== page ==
At Sea

I miss the ocean. As a sailor in the USN I had the good fortune of being stationed on a ship out of Japan that sailed the picturesque waters of the Pacific Ocean. I remember  stealing many moments out on the sponson decks, enjoying a smoke while flying fish skittered across the placid waters  painted in orange and mauve as the sun slowly set behind the wide horizon. I grew up in Pittsburgh and had never really traveled at all before my enlistment. Everywhere you turn here there is a hill in your face. Seeing something two or three blocks away qualifies the scene as  “panoramic.” Thus it is was that the immense space of the ocean really took hold of me. As a junior enlisted my life revolved around painting, cleaning, and liberty, but of course the navy was once much different. I am referring to the age of sail and thanks to a healthy niche market there is an abundance of fiction that can take you back to the days of wooden ships and iron men.


The king of the genre has to be C. S. Forester. Born in 1899 Forester was himself from a different era and his smooth, formal prose helps to transport the reader to bygone days. His most famous character,  Horatio Hornblower, enjoyed a storied career stretched out over 11 novels, from seasick midshipman all the way to Admiral in charge of everything. A&E produced a fantastic TV adaptation of the early novels starring Ioan Gruffudd.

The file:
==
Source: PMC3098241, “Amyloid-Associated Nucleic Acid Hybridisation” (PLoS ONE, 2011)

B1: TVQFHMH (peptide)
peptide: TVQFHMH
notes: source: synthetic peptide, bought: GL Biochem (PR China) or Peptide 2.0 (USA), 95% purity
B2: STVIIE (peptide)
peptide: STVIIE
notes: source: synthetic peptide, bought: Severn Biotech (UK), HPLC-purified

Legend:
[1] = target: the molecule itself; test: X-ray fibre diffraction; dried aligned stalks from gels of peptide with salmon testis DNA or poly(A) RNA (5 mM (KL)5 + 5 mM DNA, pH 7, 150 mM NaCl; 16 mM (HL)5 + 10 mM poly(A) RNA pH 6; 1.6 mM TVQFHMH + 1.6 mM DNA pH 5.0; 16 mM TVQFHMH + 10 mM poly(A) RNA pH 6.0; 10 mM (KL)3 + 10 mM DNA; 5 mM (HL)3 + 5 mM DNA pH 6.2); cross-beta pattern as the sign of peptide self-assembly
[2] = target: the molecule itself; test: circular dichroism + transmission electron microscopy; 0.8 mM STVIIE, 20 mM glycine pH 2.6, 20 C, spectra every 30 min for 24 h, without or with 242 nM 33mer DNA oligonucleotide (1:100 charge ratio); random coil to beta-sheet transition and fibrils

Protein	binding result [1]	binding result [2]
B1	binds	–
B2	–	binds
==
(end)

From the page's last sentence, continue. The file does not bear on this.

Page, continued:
masterThe Aubrey-Maturin series of novels by Patrick O’Brian constitutes another highly successful series. The adventures of Captain Jack Aubrey and his friend Stephen Maturin, naturalist, doctor, and sometime spy will provide hours and hours of amusement.  The series inspired 2003’s Master and Commander The Far Side of the World starring Russell Crowe which is worth a view.


The Kydd series from Julian Stockwin stands out in the field by the author’s choice to follow the adventures of an enlisted sailor in the British navy. Thomas Paine Kydd joins up the hard way, kidnapped by a press gang and initiated into the brutal life below decks.

Before enlisting yourself, landsmen and landswomen out there may wish to read up a bit on the stunning array of terminology associated with sailing the tall ships. Sailing these vessels required immense knowledge and precise coordination.  During my time at sea I had to learn how to wax the floor just right but it’s not really in the same league.


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One response to “At Sea

  1. Pingback: Spies, Pirates, and Rogues | Eleventh Stack

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